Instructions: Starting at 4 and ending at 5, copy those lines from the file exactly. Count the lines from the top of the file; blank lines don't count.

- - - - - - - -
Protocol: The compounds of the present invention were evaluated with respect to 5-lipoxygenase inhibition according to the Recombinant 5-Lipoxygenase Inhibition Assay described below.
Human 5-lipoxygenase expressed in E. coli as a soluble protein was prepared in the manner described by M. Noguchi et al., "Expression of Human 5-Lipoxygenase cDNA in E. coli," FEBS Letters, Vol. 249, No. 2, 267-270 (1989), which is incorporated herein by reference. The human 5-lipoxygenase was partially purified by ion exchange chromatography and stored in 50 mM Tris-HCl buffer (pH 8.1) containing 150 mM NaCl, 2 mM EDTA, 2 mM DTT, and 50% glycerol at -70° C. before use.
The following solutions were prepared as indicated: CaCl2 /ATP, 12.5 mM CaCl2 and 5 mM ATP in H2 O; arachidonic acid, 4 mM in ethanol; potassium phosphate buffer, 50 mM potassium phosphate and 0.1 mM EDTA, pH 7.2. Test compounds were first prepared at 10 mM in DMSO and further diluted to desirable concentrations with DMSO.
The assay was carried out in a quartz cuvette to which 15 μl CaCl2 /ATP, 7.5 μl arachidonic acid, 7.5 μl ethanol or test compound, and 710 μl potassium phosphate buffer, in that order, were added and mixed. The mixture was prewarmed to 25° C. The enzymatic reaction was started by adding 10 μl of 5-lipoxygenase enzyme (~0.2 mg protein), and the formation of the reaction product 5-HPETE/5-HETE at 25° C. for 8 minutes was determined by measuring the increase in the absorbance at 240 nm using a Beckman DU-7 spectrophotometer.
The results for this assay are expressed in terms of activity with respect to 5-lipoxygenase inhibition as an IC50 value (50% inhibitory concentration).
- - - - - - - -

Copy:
The assay was carried out in a quartz cuvette to which 15 μl CaCl2 /ATP, 7.5 μl arachidonic acid, 7.5 μl ethanol or test compound, and 710 μl potassium phosphate buffer, in that order, were added and mixed. The mixture was prewarmed to 25° C. The enzymatic reaction was started by adding 10 μl of 5-lipoxygenase enzyme (~0.2 mg protein), and the formation of the reaction product 5-HPETE/5-HETE at 25° C. for 8 minutes was determined by measuring the increase in the absorbance at 240 nm using a Beckman DU-7 spectrophotometer.
The results for this assay are expressed in terms of activity with respect to 5-lipoxygenase inhibition as an IC50 value (50% inhibitory concentration).